This is another post in the “Ask a Tarot Reader” series. If you have a question for me that you’d like to see featured here, please email me at firstname.lastname@example.org, Subject line: “Ask a Tarot Reader”. Please specify how you would like your name to appear or if you wish to remain anonymous.
This topic of this post comes from Zen, who asked this question of me after her first reading with me. This is not the first time I’ve been asked this question!
Most of the time when I’m faced with this question, I give a quasi-psychological/counseling answer: that the tarot shows archetypes, situations and people that we are accustomed to seeing as we go through life.
Full Definition of ARCHETYPE (per m-w.com)
1: the original pattern or model of which all things of the same type are representations or copies : prototype; also : a perfect example
2: idea 1a
3: an inherited idea or mode of thought in the psychology of C. G. Jung that is derived from the experience of the race and is present in the unconscious of the individual
— ar·che·typ·al \ˌär-ki-ˈtī-pəl\ also ar·che·typ·i·cal \-ˈti-pi-kəl\ adjective
— ar·che·typ·al·ly \-pə-lē\ also ar·che·typ·i·cal·ly \-ˈti-pi-k(ə-)lē\ adverb
So, for example the Empress card can be seen as the representation of the Mother archetype; The Emperor, the Father archetype. You see archetypes at work in Game of Thrones as well, with the representation of the 7 Gods: Father, Mother, Smith, Warrior, Maiden, Crone, Stranger. All of these archetypes are fairly clear, including the Stranger representing the unknown of Death. When you begin to start looking for archetypes in life, in media, and in divination such as the tarot, they become clearer and clearer. Most of the time when people speak of archetypes in the context of tarot, they are speaking of C. G. Jung’s work and the 3rd definition above.
The Fool represents someone new, just starting out. This archetype repeats itself in the Pages of each suit, filtered through the meaning of each suit. If you are having trouble with the concept of archetypes, simply look through the Major Arcana of the tarot, and they will begin to emerge.
While some of tarot can be explained through the concept of archetypes, another portion of why/how tarot works comes from the concept of synchronicity.
synchronicity (per m-w.com)
noun syn·chro·nic·i·ty \ˌsiŋ-krə-ˈni-sə-tē, ˌsin-\
Definition of SYNCHRONICITY
1: the quality or fact of being synchronous
2: the coincidental occurrence of events and especially psychic events (as similar thoughts in widely separated persons or a mental image of an unexpected event before it happens) that seem related but are not explained by conventional mechanisms of causality —used especially in the psychology of C. G. Jung
Not noted in the definition of synchronicity is the concept that we assign meaning to situations based upon our experiences, aka situations are assigned the meaning WE give them. Why does tarot work? Because we believe it does, in essence. This also gives rise to the concept of attributing meaning to something that doesn’t have it inherently. Life lessons that we believe to be are incredibly poignant are only so to us as individuals because WE make it so… and for another person to ascribe the same meaning or weight to a situation that is not their own is probably not going to work at worst, or have a lesser weight at best.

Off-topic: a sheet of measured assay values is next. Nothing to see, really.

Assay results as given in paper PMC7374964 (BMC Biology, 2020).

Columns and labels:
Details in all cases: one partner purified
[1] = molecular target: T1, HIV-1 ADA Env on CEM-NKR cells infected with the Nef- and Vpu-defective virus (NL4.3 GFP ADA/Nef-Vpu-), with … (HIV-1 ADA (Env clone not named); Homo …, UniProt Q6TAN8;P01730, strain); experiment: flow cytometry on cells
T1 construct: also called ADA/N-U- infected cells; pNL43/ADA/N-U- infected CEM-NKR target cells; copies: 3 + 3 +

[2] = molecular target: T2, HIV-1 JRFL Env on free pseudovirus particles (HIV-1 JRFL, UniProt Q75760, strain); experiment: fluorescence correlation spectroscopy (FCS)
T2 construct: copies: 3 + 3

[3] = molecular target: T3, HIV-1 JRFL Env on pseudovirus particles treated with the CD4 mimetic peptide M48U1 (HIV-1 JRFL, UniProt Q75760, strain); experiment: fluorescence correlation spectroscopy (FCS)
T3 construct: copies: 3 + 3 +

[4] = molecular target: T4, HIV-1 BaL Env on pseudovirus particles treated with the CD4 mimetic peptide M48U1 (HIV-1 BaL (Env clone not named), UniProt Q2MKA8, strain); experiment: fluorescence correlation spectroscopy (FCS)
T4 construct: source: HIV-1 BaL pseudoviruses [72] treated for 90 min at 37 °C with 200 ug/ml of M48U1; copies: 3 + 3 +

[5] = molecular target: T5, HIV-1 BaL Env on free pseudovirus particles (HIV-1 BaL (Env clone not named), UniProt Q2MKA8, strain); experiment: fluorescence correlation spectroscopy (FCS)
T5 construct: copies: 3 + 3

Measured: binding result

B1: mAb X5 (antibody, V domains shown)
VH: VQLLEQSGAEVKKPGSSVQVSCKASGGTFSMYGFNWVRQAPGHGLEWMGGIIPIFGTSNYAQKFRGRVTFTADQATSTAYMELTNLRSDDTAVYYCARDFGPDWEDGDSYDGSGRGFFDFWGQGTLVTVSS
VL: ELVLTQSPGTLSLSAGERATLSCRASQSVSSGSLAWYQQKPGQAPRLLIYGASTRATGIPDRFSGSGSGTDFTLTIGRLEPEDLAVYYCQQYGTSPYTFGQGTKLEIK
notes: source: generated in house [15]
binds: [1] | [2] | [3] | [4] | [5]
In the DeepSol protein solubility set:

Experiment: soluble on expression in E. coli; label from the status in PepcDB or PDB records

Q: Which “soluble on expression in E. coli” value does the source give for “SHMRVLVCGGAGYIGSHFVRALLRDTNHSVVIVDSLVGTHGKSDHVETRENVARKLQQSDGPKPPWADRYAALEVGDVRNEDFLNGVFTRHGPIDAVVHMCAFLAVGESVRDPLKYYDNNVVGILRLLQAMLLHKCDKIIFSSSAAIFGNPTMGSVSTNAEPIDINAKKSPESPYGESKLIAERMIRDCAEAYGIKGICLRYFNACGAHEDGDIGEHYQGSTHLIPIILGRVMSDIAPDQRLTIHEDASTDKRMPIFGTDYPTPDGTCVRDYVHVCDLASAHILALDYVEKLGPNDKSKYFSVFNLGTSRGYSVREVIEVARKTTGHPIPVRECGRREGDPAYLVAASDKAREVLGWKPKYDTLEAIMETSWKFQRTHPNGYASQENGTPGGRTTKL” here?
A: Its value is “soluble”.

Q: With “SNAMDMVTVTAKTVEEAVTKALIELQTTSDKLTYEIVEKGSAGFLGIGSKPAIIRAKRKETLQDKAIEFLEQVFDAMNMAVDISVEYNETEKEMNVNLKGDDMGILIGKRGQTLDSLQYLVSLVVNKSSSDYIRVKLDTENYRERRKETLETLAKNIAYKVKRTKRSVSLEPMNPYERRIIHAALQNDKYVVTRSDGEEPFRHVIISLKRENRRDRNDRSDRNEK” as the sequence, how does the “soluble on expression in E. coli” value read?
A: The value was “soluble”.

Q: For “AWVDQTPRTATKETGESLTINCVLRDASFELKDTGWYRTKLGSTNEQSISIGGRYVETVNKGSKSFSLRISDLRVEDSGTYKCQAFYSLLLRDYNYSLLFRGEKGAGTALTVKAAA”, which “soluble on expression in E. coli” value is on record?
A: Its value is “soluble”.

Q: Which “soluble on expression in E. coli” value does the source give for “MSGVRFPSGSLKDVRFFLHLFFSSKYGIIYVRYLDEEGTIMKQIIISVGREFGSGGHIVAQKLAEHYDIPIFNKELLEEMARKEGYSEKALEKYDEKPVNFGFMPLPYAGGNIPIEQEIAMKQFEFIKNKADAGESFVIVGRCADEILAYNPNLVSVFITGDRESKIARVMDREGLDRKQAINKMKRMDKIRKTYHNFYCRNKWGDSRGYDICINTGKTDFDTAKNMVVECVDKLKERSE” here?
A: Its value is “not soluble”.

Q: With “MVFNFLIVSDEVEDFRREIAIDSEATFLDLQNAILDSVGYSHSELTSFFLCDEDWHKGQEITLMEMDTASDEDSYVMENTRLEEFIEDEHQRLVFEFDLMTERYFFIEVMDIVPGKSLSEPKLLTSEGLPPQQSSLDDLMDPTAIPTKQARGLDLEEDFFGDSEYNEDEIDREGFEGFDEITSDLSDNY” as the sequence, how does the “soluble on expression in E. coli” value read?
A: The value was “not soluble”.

Synchronicity is believed to be a concept holier than mere coincidence. It’s the psychological equivalent of the placebo effect. Seeing is believing, though, and even a skeptical person like me can’t ignore when something is happening right before their eyes contrary to what seems to be logical.
Bottom line: how does tarot work? Still not 100% sure! If you look at the Ace of Cups, you see a W in the middle of the cup… some people say that the W stands for “Water” (the elemental association of the suit of Cups). Others postulate that it is a subtle nod to M for magic/mystery (flip that W over and you’ve got an M)… and that indefinable element that is not so easily explained, even by tarot readers that have been reading for a number of years. The beauty is in the mystery: we don’t know exactly how it works, only that it works!
I came to this conclusion about tarot a little after my birthday this year: “Tarot can still guide us by showing us the past from a distance, the present situation through a different lens, and possible futures based upon what is going on now and in the past. Sometimes tarot WILL reveal bumps in the road… and sometimes, the bumps reveal themselves simply through experiencing them ourselves. Just because this one scenario DIDN’T reveal itself to me before it happened, doesn’t mean that tarot doesn’t work on the whole.”
It boils down to that tarot DOES work… the how is beside the point. What’s the point of tarot? It isn’t to “know it all” or to anticipate every single thing that happens or is going to happen. That would make life dull! Life is meant to have a few surprises! What I believe tarot to be is a tool for understanding. I have often quotes Socrates on this point: “the unexamined life is not worth living.” Tarot is the tool I use to examine, to understand, and to make better choices through that understanding. It is a mirror for our lives. THAT, in essence, is how tarot works.
For further reading:
SYNCHRONICITY AND TAROT: https://www.llewellyn.com/encyclopedia/article/6853
QUANTUM PHYSICS, SYNCHRONICITY, AND THE TAROT: http://www.tarotmoon.com/articles/Quantum/quantum.html
Mary K. Greer’s Tarot Blog: https://marygreer.wordpress.com/tag/synchronicity/
Let’s discuss: Why do you think tarot works? Leave a comment below and share!
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